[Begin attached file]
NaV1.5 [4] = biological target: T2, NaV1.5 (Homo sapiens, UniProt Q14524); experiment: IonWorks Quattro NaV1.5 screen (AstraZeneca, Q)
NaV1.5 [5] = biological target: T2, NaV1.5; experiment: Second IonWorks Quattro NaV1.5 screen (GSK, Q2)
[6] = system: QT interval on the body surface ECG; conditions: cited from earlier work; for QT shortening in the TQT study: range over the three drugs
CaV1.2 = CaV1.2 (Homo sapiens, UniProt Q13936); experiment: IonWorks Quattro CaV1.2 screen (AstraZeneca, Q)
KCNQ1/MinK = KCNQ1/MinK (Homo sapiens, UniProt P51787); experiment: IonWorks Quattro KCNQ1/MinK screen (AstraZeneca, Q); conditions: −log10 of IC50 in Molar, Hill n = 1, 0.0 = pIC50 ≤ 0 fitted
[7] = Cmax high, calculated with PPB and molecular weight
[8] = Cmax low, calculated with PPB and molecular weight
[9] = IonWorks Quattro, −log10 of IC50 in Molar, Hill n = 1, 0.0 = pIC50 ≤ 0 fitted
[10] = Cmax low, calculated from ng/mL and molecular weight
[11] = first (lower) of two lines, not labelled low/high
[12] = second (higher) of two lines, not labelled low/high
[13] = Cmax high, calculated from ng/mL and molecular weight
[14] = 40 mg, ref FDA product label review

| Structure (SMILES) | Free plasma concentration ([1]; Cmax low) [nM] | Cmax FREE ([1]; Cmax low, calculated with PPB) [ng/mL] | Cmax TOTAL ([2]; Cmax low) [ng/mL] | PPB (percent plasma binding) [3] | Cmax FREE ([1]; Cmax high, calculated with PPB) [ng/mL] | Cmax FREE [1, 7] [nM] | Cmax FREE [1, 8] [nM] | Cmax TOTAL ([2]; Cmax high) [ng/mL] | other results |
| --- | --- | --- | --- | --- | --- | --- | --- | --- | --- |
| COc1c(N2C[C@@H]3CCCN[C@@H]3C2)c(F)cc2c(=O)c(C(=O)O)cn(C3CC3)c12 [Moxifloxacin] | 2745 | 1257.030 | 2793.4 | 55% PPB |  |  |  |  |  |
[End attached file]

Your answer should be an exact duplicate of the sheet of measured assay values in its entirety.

NaV1.5 [4] = biological target: T2, NaV1.5 (Homo sapiens, UniProt Q14524); experiment: IonWorks Quattro NaV1.5 screen (AstraZeneca, Q)
NaV1.5 [5] = biological target: T2, NaV1.5; experiment: Second IonWorks Quattro NaV1.5 screen (GSK, Q2)
[6] = system: QT interval on the body surface ECG; conditions: cited from earlier work; for QT shortening in the TQT study: range over the three drugs
CaV1.2 = CaV1.2 (Homo sapiens, UniProt Q13936); experiment: IonWorks Quattro CaV1.2 screen (AstraZeneca, Q)
KCNQ1/MinK = KCNQ1/MinK (Homo sapiens, UniProt P51787); experiment: IonWorks Quattro KCNQ1/MinK screen (AstraZeneca, Q); conditions: −log10 of IC50 in Molar, Hill n = 1, 0.0 = pIC50 ≤ 0 fitted
[7] = Cmax high, calculated with PPB and molecular weight
[8] = Cmax low, calculated with PPB and molecular weight
[9] = IonWorks Quattro, −log10 of IC50 in Molar, Hill n = 1, 0.0 = pIC50 ≤ 0 fitted
[10] = Cmax low, calculated from ng/mL and molecular weight
[11] = first (lower) of two lines, not labelled low/high
[12] = second (higher) of two lines, not labelled low/high
[13] = Cmax high, calculated from ng/mL and molecular weight
[14] = 40 mg, ref FDA product label review

| Structure (SMILES) | Free plasma concentration ([1]; Cmax low) [nM] | Cmax FREE ([1]; Cmax low, calculated with PPB) [ng/mL] | Cmax TOTAL ([2]; Cmax low) [ng/mL] | PPB (percent plasma binding) [3] | Cmax FREE ([1]; Cmax high, calculated with PPB) [ng/mL] | Cmax FREE [1, 7] [nM] | Cmax FREE [1, 8] [nM] | Cmax TOTAL ([2]; Cmax high) [ng/mL] | other results |
| --- | --- | --- | --- | --- | --- | --- | --- | --- | --- |
| COc1c(N2C[C@@H]3CCCN[C@@H]3C2)c(F)cc2c(=O)c(C(=O)O)cn(C3CC3)c12 [Moxifloxacin] | 2745 | 1257.030 | 2793.4 | 55% PPB |  |  |  |  |  |